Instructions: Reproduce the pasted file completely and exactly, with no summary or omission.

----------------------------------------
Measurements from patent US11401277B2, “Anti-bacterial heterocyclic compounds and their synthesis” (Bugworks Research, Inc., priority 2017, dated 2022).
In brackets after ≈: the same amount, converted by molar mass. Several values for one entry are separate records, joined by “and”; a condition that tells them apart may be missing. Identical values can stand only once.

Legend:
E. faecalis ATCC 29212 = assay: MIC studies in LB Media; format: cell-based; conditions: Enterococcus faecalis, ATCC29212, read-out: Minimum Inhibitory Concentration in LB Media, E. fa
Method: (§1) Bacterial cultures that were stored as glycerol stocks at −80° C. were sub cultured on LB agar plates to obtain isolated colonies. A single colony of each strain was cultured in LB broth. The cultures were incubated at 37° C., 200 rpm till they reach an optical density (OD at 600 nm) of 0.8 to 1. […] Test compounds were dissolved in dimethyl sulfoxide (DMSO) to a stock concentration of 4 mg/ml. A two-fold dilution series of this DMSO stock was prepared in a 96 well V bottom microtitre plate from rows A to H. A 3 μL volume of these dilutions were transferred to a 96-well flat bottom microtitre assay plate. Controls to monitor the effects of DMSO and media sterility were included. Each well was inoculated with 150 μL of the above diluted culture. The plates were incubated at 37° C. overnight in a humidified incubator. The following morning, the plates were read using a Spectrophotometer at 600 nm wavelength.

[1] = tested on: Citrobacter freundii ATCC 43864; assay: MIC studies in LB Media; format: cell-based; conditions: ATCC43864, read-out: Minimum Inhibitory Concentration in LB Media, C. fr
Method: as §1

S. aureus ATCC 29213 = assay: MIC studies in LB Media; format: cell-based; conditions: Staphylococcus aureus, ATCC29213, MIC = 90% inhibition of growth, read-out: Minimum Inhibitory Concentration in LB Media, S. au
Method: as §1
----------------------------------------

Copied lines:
Measurements from patent US11401277B2, “Anti-bacterial heterocyclic compounds and their synthesis” (Bugworks Research, Inc., priority 2017, dated 2022).
In brackets after ≈: the same amount, converted by molar mass. Several values for one entry are separate records, joined by “and”; a condition that tells them apart may be missing. Identical values can stand only once.

Legend:
E. faecalis ATCC 29212 = assay: MIC studies in LB Media; format: cell-based; conditions: Enterococcus faecalis, ATCC29212, read-out: Minimum Inhibitory Concentration in LB Media, E. fa
Method: (§1) Bacterial cultures that were stored as glycerol stocks at −80° C. were sub cultured on LB agar plates to obtain isolated colonies. A single colony of each strain was cultured in LB broth. The cultures were incubated at 37° C., 200 rpm till they reach an optical density (OD at 600 nm) of 0.8 to 1. […] Test compounds were dissolved in dimethyl sulfoxide (DMSO) to a stock concentration of 4 mg/ml. A two-fold dilution series of this DMSO stock was prepared in a 96 well V bottom microtitre plate from rows A to H. A 3 μL volume of these dilutions were transferred to a 96-well flat bottom microtitre assay plate. Controls to monitor the effects of DMSO and media sterility were included. Each well was inoculated with 150 μL of the above diluted culture. The plates were incubated at 37° C. overnight in a humidified incubator. The following morning, the plates were read using a Spectrophotometer at 600 nm wavelength.

[1] = tested on: Citrobacter freundii ATCC 43864; assay: MIC studies in LB Media; format: cell-based; conditions: ATCC43864, read-out: Minimum Inhibitory Concentration in LB Media, C. fr
Method: as §1

S. aureus ATCC 29213 = assay: MIC studies in LB Media; format: cell-based; conditions: Staphylococcus aureus, ATCC29213, MIC = 90% inhibition of growth, read-out: Minimum Inhibitory Concentration in LB Media, S. au
Method: as §1